inhaled IPA in the treatment of PONV. Most notable
are the studies by Wang et al,5 who found that the
inhalation of IPA in children was effective in achieving
transient relief of motion related nausea, and Winston
et al,6 who found that inhaled IPA was as effective in
the treatment of PONV as ondansetron but also
worked considerably faster in alleviating PONV symptoms. However, limitations noted in both studies were
that IPA was only clinically effective for a short time
and that subsequent treatments were often required to
adequately treat PONV. In addition, these studies were
designed to analyze IPA efficacy in a very limited setting (during transport and in the postanesthesia care
unit [PACU]), and it was unclear whether IPA would
be effective beyond these limited uses. Therefore, the
purposes of this study were to validate the results
reported by Winston et al6 and to determine whether
IPA was just as effective through a patient’s entire hospitalization and in the home setting.

Once institutional review board approval was
obtained, a prospective, randomized study was conducted with 100 women, ASA physical status I, II, or


AANA Journal/February 2007/Vol. 75, No. 1

III, ages 18 to 65 years who were scheduled for laparoscopic same-day surgery. Patients were excluded from
the study if they had recent upper respiratory tract
infections, inability or impaired ability to breathe
through the nose, or history of hypersensitivity to
IPA, 5-HT3 antagonists, promethazine, or any other
anesthesia protocol medication. Patients also were
excluded if they reported using an antiemetic within
24 hours of surgery; were pregnant or currently
breast-feeding; had a history of inner ear pathology,
motion sickness, or migraine headaches; or were taking disulfiram, cefoperazone, or metronidazole. Once
it was determined that a patient was eligible for inclusion and agreed to participate in the study, the patient
was randomly assigned to the control group or the
experimental group by using a computer-generated
random numbers program.
Following informed written consent, a baseline 0
to 10 verbal numeric rating scale (VNRS) score, in
which “0” indicated “no nausea” and “10” indicated
the “worst imaginable nausea,” was obtained and
recorded. Demographic information also was obtained, including age, height, weight, race, and type of
surgery. All subjects were prepared for surgery using
standard operating procedures that included intravenous (IV) cannulation, prehydration with crystalloid solution, and anxiolysis with midazolam up to 5
mg IV at the discretion of the provider.
Subjects were then transported to the operative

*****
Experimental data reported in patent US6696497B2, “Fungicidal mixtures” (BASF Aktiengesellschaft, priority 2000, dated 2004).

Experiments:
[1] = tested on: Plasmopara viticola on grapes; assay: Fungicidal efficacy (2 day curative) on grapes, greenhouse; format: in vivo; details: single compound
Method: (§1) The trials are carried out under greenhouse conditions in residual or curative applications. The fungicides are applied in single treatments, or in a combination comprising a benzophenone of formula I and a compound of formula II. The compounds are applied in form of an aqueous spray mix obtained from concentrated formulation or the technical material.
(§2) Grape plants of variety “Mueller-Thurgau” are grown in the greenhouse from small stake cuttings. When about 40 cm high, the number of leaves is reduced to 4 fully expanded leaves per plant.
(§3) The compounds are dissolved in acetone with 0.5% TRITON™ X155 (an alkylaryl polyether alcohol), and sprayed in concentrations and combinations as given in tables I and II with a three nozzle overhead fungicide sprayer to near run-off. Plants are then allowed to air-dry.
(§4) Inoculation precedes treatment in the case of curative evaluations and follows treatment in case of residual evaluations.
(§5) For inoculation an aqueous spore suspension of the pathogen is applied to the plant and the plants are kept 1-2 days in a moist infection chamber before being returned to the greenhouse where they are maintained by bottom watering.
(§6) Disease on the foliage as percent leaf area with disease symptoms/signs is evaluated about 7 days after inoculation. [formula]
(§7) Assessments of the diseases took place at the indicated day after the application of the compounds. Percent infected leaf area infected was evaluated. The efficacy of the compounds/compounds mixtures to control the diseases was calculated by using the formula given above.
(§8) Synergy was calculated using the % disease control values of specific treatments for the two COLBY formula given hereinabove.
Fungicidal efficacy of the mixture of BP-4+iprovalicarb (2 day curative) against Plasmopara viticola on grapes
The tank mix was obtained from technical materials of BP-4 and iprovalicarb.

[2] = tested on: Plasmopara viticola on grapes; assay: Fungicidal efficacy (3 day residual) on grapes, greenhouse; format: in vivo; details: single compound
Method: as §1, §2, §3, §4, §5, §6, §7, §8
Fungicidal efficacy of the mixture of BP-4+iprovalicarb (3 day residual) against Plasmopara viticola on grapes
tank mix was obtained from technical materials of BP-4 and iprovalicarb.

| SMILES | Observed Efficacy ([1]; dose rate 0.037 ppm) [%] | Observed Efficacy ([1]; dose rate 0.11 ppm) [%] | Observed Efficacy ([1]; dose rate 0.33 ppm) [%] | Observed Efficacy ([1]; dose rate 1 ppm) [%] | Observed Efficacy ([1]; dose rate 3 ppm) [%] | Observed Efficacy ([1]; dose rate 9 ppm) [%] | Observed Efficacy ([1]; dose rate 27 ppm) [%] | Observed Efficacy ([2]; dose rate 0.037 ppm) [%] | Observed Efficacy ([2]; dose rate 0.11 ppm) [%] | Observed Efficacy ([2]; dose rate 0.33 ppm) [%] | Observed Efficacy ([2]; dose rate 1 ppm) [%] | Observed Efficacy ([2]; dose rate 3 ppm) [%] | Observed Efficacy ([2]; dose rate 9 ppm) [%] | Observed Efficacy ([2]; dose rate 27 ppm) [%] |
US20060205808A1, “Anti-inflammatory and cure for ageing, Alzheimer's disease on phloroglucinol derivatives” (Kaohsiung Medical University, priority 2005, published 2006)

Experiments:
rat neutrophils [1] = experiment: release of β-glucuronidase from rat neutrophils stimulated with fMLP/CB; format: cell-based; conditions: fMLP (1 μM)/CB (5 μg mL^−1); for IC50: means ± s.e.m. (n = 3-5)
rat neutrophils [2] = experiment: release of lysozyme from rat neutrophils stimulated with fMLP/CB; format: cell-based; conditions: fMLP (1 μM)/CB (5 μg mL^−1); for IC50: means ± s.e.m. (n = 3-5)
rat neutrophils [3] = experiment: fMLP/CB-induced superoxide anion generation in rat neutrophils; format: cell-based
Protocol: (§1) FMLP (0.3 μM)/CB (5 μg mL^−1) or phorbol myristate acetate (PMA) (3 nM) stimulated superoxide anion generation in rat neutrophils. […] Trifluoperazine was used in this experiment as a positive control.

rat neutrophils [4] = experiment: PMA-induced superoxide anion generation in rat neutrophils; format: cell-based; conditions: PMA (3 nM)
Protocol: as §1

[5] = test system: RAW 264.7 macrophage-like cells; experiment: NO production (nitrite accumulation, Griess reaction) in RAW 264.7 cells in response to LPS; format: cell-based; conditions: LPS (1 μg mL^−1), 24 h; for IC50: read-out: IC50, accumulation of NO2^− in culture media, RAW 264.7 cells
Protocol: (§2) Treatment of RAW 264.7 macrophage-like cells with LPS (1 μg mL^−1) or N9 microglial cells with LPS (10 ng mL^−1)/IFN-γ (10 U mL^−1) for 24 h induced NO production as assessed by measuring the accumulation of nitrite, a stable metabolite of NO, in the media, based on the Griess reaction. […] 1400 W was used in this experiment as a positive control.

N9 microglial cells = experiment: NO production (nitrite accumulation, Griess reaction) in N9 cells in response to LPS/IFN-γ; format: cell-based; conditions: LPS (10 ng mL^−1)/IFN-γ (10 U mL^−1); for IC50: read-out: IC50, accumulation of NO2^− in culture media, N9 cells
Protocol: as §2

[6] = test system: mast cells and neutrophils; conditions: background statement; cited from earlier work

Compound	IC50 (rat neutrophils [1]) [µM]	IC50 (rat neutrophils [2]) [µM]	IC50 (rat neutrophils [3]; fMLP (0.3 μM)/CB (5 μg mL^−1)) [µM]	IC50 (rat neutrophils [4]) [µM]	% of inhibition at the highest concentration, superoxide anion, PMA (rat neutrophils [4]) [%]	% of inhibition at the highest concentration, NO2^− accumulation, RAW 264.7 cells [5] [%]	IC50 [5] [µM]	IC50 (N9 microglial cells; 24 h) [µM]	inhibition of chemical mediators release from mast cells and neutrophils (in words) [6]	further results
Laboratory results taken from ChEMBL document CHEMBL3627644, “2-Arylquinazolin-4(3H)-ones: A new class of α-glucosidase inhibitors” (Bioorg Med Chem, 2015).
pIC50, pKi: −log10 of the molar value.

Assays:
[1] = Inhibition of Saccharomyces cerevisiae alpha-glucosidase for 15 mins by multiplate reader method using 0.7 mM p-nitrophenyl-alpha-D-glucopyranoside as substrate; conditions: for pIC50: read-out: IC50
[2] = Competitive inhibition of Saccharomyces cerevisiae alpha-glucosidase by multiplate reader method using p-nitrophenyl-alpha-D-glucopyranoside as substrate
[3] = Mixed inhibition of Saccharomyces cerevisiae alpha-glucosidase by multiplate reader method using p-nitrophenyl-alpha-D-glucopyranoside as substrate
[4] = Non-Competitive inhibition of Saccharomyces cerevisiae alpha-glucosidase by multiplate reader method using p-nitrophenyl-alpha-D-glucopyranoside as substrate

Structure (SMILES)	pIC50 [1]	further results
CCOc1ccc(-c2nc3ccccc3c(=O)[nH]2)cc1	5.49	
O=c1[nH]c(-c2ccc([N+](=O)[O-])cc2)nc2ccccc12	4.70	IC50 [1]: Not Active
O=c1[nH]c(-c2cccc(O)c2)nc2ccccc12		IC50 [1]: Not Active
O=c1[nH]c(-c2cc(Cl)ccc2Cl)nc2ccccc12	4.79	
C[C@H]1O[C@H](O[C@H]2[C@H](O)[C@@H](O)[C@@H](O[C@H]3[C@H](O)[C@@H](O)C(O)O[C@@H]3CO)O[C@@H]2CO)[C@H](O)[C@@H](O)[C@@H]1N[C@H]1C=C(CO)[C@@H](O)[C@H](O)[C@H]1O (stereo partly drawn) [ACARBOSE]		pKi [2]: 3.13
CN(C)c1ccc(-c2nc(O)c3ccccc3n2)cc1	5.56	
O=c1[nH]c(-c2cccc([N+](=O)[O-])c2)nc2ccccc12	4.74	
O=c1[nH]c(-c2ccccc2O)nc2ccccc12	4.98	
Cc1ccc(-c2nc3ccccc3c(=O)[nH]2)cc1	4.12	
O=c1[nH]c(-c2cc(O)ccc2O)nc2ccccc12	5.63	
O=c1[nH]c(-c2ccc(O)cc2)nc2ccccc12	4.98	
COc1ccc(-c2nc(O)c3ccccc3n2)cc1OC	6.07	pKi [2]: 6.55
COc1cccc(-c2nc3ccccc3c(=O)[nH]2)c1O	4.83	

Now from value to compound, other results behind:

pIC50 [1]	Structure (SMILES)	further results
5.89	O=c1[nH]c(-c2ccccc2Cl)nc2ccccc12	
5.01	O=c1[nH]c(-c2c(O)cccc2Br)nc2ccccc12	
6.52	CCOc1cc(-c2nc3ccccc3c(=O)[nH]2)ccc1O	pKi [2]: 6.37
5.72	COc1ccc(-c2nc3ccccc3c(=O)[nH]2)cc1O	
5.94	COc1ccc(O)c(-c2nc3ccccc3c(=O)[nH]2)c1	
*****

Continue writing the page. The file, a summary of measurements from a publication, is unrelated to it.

suite where standard monitors were placed, including
a noninvasive blood pressure device, an electrocardiogram monitor, and pulse-oximetry and capnography
devices. All subjects were then administered 100%
oxygen via face mask for 5 minutes before induction
of anesthesia. Administration of IV lidocaine up to 1
mg/kg; propofol, 1.5 to 2.0 mg/kg; fentanyl up to 5
µg/kg; and a nondepolarizing or depolarizing muscle
relaxant of choice were used to induce anesthesia.
Following induction, the trachea was intubated and
an orogastric tube placed to decompress the stomach.
The orogastric tube was removed immediately before
extubation of the trachea.
Maintenance of anesthesia was accomplished using
desflurane, isoflurane, or sevoflurane in combination
with a 50% nitrous oxide–oxygen mixture or a 50%
oxygen–air mixture. In addition, all subjects were
given up to 5 µg/kg of fentanyl IV to maintain analgesia. Approximately 15 to 30 minutes before the end of
the surgical procedure, all subjects were given 30 mg
of IV ketorolac. If required, neuromuscular blockade
was reversed using neostigmine, 0.05 mg/kg IV, and
glycopyrrolate, 0.01 mg/kg IV. All subjects were transferred to the PACU after extubation. All preoperative


and intraoperative medications that were administered
were noted and recorded on a data collection sheet.
While in the PACU, the nursing staff was instructed
to treat any incidence of shivering with 12.5 mg of
meperidine and complaints of pain with 1 to 3 mg of
IV morphine sulfate (up to a maximum of 0.15
mg/kg). The PACU personnel were instructed to note
time, dose, and effectiveness of all analgesics on the
data collection sheet.
In addition to the baseline measurement of the
VNRS score for nausea, an additional VNRS score was
obtained for all subjects on emergence from anesthesia
and at any time they complained of nausea. If a subject
complained of nausea, VNRS scores were obtained on
initial complaint, every 5 minutes following treatment
for 30 minutes, and every 15 minutes thereafter until
discharge from the PACU. All treatments and VNRS
scores were recorded on the data collection sheet. Successful treatment with ondansetron or IPA was defined
as a 50% reduction in the VNRS score.
For subjects assigned to the ondansetron (control)
group, nausea was treated with ondansetron, 4 mg IV,
every 15 minutes, up to an 8-mg maximum total dose.
The PACU personnel were instructed to record the
time, dose, and the VNRS scores on the data collection
sheet. For subjects assigned to the IPA (experimental)
group, nausea was treated by having the PACU nursing
personnel hold a folded alcohol pad approximately ½
inch from the opening of the patients’ nares and
instructing the patient to take 3 deep breaths of the
vapors in and out through the nose. The IPA treatments
were ordered to be administered on an as needed basis,
every 5 minutes, up to a total of 3 administrations. All
PACU personnel and subjects were instructed as to the